I honestly cannot understand why anybody who believes that priests having sex is immoral would object to what The Pillar has done. It wasn’t, by the way, like Burrill was (allegedly) having sexual relations with a regular partner. The data published by The Pillar suggest that he was having quick, anonymous sexual encounters with men. Though I suppose it could be said that he only used Grindr to entice gay men into meeting with him so he could share the Gospel with them, and call them to repentance. This is within the realm of possibility, as we have no hard evidence that the monsignor actually had sex with the men he allegedly met via the app.

A Catholic parish priest e-mails to say:

I’ve been observing some of the online kvetching about the terrible, terrible, no good “invasion“ of Msgr. Burrill’s privacy. I think, given the nature of the app and online activity, anyone moaning about “spying“ on Burrill and conjuring up images of journalists peeping through windows either doesn’t understand how these things work, or is being deliberately obtuse.
Obviously, I am not a journalist and not familiar with the canons of journalistic ethics. But I have an analogy that I think addresses the problem and might expose the real issue that the critics of The Pillar are having:
Imagine that a priest was a member and contributor to an online forum for real, actual white supremacists, and under a pseudonym posted all manner of racist garbage. And imagine that someone was able, through comparison with publicly visible online activity elsewhere, and perhaps comparison with things like email addresses, to “pierce the veil“ of the pseudonym on the racist forum, and identify with confidence the racist priest. Having been so identified, the priest was subject to appropriate discipline and public protest. If someone thinks that the above scenario and outcome would be OK, but that what happened to Burrill was beyond the pale, then that person is not being consistent. That person ought to examine himself to see if their real problem is that they don’t think what Burrill did is really that big a deal. Or that they think that priests have some kind of “right“ to secret sin.
UPDATE: A Catholic friend who works in a field that involves tech security writes to say:
As someone with a healthy awareness of surveillance capabilities and their capacity for abuse I would obviously prefer that cyber vigilantism not occur. That said, it is abundantly clear in 2021 that the Catholic hierarchy can’t or won’t take meaningful action because of the extent of the corruption, the pervasive nature of either corrupted or compromised figures at the highest levels, and the unwillingness to absorb the pain that meaningful action would require. In the absence of another Julius II to crush these modern Borgias, that leaves the faithful with either accepting the corruption of their faith, supporting select actors that they have vetted, or taking vigilante actions. Any meaningful action against the rot is going to uncover a massive amount of corrupt and overlapping networks of both homosexuals and pedophiles as well as their enablers and enough conspiracy and cover-up to satisfy any QAnon adherent. No doubt doing so would involve no small amount of damage to the credibility and integrity of the Church, though that would have to start by acknowledging homosexual networks and undercurrents that are currently considered unspeakable due to modern political correctness.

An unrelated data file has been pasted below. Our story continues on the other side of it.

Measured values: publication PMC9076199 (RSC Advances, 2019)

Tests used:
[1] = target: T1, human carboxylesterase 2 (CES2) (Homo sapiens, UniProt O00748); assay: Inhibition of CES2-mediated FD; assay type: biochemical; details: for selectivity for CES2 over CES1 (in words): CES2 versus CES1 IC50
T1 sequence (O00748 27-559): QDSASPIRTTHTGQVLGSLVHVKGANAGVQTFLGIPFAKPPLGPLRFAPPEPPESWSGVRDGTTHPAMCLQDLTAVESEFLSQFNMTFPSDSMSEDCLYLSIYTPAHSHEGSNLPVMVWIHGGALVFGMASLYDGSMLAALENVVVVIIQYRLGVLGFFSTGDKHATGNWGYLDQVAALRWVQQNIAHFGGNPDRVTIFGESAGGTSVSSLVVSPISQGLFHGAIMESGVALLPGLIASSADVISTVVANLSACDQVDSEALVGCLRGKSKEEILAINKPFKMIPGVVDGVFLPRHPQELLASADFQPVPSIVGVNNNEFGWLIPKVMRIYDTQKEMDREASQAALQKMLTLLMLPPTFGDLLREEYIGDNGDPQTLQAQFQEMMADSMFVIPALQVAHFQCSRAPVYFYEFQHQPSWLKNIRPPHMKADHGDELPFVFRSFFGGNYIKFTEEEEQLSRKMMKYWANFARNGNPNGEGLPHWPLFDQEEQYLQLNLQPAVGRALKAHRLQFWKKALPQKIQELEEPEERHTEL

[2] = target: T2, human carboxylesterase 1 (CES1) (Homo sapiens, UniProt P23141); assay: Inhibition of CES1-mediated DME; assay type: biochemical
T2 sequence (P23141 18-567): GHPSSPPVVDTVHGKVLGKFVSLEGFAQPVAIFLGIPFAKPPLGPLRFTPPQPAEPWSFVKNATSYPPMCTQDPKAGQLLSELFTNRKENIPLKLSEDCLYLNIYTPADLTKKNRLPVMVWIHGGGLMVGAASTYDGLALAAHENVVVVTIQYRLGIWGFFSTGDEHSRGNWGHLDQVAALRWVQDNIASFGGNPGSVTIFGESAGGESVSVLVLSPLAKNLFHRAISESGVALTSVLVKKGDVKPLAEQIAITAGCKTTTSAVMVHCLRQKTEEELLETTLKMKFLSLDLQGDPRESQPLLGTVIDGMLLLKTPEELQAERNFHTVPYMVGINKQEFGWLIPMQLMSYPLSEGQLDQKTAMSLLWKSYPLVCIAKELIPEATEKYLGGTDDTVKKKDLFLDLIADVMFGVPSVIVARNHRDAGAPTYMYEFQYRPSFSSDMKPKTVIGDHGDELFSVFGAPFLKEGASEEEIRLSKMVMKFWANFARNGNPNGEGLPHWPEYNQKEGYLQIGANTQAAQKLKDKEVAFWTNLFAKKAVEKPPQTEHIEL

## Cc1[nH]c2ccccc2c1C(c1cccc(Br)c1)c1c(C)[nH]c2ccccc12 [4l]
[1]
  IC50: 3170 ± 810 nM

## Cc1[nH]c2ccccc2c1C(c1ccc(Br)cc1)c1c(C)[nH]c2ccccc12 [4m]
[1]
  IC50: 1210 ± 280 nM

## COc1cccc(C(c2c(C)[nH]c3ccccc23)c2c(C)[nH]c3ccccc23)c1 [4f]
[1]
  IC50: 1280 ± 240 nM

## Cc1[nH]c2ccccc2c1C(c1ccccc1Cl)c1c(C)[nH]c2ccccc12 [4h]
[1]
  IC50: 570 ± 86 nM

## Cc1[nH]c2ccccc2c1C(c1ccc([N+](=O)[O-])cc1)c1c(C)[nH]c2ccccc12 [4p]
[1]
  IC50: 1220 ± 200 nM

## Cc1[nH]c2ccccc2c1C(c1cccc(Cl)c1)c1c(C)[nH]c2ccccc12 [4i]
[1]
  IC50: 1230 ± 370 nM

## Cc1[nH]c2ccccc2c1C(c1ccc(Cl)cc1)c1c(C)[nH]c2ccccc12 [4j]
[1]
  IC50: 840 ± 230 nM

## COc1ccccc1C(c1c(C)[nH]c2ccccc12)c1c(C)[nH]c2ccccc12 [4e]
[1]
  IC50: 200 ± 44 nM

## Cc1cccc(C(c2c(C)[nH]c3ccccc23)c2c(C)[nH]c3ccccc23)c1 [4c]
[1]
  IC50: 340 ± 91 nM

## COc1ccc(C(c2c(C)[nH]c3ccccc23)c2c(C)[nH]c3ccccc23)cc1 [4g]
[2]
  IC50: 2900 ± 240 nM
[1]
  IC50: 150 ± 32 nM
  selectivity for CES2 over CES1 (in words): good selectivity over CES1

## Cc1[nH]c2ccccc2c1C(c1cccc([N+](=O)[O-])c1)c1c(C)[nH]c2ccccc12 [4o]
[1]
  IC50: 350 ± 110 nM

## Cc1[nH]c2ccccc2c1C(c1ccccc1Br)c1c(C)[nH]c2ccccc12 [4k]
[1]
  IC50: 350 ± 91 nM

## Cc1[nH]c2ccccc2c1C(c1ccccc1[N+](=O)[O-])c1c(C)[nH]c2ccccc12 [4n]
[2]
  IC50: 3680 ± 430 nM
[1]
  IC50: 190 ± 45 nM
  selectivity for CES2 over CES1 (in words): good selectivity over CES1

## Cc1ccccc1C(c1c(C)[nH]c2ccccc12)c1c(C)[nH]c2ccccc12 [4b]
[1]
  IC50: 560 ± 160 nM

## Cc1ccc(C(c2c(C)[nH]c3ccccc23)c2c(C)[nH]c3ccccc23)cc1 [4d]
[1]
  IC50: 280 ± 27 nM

So when a modern Julius II arises to crush this group I am definitely behind him, but until then why should I get exercised about vigilantism? Again, vigilantism is something that occurs when there is a loss of legitimacy and credibility within formal structures that leaves angry and desperate people inclined towards alternative measures. It is a very ugly and very punitive and brutal thing, which is why you associate such actions with things like posses, lynch mobs, and communal violence seen in the uglier parts of the Third World. But if you don’t want to see it happen, then you develop actual and formal structures rather than polite window dressing to act on it.

For whatever it is worth, I would probably favor a temporary homosexual ban for at least a decade as the networks were being uprooted. For anyone who is seeking a celibate life while experiencing homosexual inclinations the current priesthood would seem to be the least likely place for them to avoid temptation and stay faithful. Every single revelation indicates that there are pervasive and entrenched grooming rings operating throughout seminaries irrespective of whether or not they are pedophiles with the net result being to produce priests who treat their own vows loosely. You don’t have to be a genius to understand the kind of culture that attitude creates or the implications of it.



Want to join the conversation?

Subscribe for as little as $5/mo to start commenting on Rod’s blog.

Join Now